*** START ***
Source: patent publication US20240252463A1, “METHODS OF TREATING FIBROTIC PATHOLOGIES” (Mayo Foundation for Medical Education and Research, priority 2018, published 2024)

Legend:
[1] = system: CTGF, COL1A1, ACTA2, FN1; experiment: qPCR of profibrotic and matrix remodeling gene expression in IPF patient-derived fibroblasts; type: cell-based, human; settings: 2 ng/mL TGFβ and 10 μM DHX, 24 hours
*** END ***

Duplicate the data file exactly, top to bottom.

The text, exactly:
Source: patent publication US20240252463A1, “METHODS OF TREATING FIBROTIC PATHOLOGIES” (Mayo Foundation for Medical Education and Research, priority 2018, published 2024)

Legend:
[1] = system: CTGF, COL1A1, ACTA2, FN1; experiment: qPCR of profibrotic and matrix remodeling gene expression in IPF patient-derived fibroblasts; type: cell-based, human; settings: 2 ng/mL TGFβ and 10 μM DHX, 24 hours